For the completeness of its information, the Fund is largely dependent on the cooperation of its members. It must look to them not only for financial and economic data but also for data concerning exchange controls and practices and for the laws, regulations and agreements upon which these controls and practices are based. A steady flow and exchange of information is essential in order that the policies and actions of the Fund may be directed toward the best solution of problems from the international point of view in the light of its knowledge of the position and individual interests of all members.
The flow of information in itself is not enough. It is necessary to evaluate the information against the background of conditions in member countries. In the past year representatives of the Fund have visited nearly all of the member countries and have discussed problems with their monetary authorities and officials. Such close relations involving frequent consultation must be continued if the Fund is to be fully aware of the problems of members and if members are to have a full understanding of the working of the Fund.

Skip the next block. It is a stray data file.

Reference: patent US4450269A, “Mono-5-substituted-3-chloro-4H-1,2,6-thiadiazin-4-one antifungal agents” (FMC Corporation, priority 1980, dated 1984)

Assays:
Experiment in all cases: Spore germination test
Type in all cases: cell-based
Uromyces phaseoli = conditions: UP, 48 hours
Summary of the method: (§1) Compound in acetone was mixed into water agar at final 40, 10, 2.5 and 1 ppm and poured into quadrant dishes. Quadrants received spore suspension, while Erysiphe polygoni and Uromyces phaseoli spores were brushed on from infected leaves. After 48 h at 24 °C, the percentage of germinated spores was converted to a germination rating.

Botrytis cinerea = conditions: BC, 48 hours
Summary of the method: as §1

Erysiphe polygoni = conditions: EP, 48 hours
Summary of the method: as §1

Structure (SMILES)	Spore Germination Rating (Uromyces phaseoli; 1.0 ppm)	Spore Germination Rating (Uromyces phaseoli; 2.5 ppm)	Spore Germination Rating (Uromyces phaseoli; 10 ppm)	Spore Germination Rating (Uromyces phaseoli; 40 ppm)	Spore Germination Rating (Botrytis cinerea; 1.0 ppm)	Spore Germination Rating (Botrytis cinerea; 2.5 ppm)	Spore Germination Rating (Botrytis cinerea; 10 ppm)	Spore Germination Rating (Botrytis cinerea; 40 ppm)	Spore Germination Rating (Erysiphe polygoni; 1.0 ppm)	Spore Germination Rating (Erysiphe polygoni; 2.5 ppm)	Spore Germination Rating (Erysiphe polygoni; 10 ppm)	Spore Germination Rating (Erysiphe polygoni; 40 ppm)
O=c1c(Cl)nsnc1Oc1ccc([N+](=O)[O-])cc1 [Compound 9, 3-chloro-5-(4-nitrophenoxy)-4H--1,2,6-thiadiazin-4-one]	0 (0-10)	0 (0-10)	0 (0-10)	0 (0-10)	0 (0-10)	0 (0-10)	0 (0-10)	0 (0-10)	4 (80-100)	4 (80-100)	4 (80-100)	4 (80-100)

At the request of Ecuador, the Fund provided a technical mission for consultation on exchange and monetary problems.
Information on Silver
At their First Annual Meeting, the Board of Governors resolved that:
The Fund shall gather whatever material is available and obtainable on the monetary uses of silver; the real function of silver coins; risks and uncertainties of its monetary uses; possibilities of cooperation in the use of silver for monetary purposes, et cetera. In general, the Fund shall gather material, statistical or otherwise, which could be useful in facilitating discussions on the subject in an international conference among interested member countries.
The Fund has been gathering material called for by this resolution. In order to help complete this task further information on silver legislation and monetary uses of silver will be requested from members.
Rules and Regulations